2. Pavlovian is definitely the word for it. I think you're right that any scientist not on the denier's approved list is automatically derided, and it's a short list.

  3. Getup - National Day of Climate Action! Nov 17 in your capital city or regional centre.
    Be there or be square.

  4. When you run an anti-science blog based on reading press releases, all science must appear like it is new.

    "Climate forcing growth rates: doubling down on our Faustian bargain"
    James Hansen, Pushker Kharecha and Makiko Sato, 2013

    Hansen et al have also looked at this issue.

    "The surge of fossil fuel use, mainly coal, and rapid increases in atmopsheric carbon dioxide and nitrogen have "fertilised" the biosphere, "causing a large increase in net primary productivity of temperate and boreal forests", and hence an annual carbon drawdown of one billion tonnes a year."

  5. Sou's digests* of WUWT comments highlights something interesting, namely frequent mentions of money, salary, boodle in general. Maybe I'm wrong but it often seems there's a streak of misplaced jealousy or envy or some other brand of resentment woven through much of the disparaging commentary leveled at scientists.

    It's conspicuous that people in general are shoveling gobs of money into gas pumps, NFL logoware and myriad other involuntary purchases but these sneering commentariat save their own expressions of resentment for bystanders, people who cost them less than an iota as individuals. Weird psychology; our money bleeds so hard in so many directions but our choices of how and where to express our resentment are so strangely selective.

    *An iron constitution, I must say.

  6. I should add that deniers may not be aware that CO2 exchange in the biosphere is already accounted for in the coupled climate models. (Are deniers aware of anything to do with climate science?)

    This study is useful in that it focuses particularly on the carbon-climate interaction in the biosphere and examines in more detail how CO2 absorption is affected by changes in land use. It will help refine climate models. It also provides a basis for extending knowledge.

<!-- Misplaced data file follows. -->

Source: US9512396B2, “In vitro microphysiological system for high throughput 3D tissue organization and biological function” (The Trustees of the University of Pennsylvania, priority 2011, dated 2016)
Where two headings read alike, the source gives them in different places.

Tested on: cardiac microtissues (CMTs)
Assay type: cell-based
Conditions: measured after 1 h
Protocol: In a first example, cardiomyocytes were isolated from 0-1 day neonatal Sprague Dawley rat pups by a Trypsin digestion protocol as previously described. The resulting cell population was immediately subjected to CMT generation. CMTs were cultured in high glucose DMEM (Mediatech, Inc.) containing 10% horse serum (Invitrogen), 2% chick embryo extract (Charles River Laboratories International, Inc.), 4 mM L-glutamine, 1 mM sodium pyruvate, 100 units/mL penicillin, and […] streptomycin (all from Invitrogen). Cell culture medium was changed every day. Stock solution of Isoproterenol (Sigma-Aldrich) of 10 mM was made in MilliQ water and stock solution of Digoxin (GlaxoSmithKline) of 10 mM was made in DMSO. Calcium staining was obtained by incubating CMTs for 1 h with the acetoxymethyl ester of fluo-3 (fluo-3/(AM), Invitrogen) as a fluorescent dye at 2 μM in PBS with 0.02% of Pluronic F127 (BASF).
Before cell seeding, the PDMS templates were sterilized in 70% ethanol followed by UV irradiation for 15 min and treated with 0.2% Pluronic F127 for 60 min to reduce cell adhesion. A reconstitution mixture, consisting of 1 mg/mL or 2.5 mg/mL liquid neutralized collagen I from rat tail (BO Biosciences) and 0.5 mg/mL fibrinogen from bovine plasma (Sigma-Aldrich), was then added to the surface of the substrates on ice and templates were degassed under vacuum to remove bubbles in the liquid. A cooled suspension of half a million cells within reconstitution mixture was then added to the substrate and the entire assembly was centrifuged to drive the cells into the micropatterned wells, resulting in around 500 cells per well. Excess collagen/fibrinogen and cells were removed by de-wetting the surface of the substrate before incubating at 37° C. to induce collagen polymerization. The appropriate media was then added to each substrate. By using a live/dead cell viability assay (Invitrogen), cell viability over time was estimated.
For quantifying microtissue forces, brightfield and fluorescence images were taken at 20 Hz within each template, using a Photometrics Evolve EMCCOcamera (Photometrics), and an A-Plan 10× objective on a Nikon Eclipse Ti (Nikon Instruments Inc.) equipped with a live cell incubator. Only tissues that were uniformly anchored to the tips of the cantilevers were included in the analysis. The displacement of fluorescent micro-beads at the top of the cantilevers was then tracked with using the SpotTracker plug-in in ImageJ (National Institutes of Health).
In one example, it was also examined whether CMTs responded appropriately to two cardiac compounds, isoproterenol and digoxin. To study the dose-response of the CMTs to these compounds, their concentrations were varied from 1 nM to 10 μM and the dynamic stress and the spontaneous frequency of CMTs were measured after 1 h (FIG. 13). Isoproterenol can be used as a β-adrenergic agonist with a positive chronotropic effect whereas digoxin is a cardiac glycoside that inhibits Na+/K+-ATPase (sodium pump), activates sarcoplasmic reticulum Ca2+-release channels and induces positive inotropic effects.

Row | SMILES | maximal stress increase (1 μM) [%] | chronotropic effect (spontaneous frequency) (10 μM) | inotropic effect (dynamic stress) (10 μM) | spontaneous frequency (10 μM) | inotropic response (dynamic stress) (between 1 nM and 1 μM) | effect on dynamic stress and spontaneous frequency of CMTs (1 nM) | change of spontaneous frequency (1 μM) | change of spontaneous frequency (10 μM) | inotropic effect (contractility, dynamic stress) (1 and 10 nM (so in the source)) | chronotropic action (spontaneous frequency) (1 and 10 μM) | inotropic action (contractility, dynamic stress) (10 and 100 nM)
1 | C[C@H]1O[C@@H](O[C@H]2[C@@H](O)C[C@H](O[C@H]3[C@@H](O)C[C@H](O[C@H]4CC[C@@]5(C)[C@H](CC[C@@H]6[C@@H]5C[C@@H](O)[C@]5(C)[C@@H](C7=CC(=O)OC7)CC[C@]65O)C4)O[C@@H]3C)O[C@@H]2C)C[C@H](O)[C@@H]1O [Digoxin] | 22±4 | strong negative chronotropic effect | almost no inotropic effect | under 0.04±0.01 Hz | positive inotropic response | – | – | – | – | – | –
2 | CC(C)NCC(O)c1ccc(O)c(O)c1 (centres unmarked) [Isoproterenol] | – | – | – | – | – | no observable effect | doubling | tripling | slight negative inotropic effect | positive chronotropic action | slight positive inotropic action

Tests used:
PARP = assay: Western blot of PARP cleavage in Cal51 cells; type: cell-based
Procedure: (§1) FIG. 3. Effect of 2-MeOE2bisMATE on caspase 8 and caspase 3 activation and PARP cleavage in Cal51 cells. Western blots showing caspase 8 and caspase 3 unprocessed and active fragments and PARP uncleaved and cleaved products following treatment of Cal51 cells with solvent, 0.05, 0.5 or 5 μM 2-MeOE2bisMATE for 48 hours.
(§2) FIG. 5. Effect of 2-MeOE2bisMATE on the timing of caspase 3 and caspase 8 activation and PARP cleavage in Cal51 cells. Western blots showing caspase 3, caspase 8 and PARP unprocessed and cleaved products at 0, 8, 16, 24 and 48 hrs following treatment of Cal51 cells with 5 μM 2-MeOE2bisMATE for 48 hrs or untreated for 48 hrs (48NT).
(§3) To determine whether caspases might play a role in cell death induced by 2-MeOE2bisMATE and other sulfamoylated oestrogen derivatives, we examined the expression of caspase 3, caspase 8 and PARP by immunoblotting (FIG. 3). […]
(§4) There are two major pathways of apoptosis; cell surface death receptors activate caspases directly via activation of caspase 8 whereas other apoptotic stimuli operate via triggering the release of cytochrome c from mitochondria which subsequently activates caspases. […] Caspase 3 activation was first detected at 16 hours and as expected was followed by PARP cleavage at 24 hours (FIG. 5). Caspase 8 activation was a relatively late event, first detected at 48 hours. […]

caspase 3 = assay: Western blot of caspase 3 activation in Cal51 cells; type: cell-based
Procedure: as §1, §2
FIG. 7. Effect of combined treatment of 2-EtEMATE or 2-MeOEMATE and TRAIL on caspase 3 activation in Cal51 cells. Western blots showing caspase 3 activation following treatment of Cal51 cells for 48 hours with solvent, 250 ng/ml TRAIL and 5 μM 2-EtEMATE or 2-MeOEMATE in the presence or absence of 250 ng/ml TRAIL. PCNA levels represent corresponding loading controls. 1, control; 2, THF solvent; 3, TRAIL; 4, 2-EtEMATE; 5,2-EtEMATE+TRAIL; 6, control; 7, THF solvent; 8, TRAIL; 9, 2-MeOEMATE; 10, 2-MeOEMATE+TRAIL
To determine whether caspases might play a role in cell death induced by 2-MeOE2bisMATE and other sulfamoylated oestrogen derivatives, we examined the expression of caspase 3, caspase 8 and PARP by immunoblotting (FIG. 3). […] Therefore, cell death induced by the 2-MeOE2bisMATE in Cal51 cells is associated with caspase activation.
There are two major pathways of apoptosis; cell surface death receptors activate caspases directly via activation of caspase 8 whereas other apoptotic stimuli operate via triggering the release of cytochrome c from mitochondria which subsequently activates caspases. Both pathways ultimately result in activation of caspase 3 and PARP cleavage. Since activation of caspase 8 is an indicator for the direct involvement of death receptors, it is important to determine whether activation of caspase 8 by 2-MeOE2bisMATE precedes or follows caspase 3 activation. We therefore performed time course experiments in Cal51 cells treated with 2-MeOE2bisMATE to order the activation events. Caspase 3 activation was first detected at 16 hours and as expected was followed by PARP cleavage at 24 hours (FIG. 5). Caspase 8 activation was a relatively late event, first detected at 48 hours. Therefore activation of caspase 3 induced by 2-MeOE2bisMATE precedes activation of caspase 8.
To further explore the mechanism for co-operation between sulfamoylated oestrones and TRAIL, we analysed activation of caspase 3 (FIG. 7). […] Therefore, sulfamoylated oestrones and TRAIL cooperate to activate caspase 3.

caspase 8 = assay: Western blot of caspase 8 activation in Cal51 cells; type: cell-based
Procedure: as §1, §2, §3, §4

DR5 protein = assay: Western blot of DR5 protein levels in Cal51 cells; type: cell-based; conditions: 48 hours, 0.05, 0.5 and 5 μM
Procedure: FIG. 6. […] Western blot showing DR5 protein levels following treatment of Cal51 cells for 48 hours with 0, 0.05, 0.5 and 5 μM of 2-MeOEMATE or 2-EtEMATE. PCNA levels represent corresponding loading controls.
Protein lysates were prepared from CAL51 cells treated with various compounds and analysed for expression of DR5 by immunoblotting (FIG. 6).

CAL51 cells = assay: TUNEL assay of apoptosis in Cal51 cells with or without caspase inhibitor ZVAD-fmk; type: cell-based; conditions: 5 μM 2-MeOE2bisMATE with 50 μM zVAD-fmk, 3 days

1. Are deniers aware of anything to do with climate science?

      Well, they have heard of CO2 and they know what a thermometer is so they regard themselves as excellently qualified to make judgements on these matters. Apart from that, the answer seems to be a resounding "No".

    2. One can't help but get the impression from WUWT comments that the fake sceptics at WUWT despise all knowledge. They really are members of the Illiterati.

      The irony is that without scientific research, perennially puzzled Bob Tisdale and wondering Willis Eschenbach would have nothing on which to base their pseudo-science babbling. Richardscourtney would have even less of a clue (if that's possible) and Anthony Watts wouldn't have any subject matter for his science-denying blog.

      Some WUWT deniers are so deluded that they think that what little knowledge they have came from somewhere other than scientific research. How, for example, do they know about photosynthesis? How do they know that earth was warmer or cooler in the past? (Okay, a lot of them know diddly squat about the past.)

      Anthony posted an article about the sun yesterday, which shows that fake sceptics are selective about which knowledge they despise. The sun doesn't threaten the world view of climate science deniers. It's a safe topic and the comments showed that some of them (not all) were happy to accept the science. But give fake sceptics a topic that they think threatens the way they view the world around them and reason deserts them and is replaced by irrational emotion of the type seen in the article above.


    Burn. Australia needs this desperately.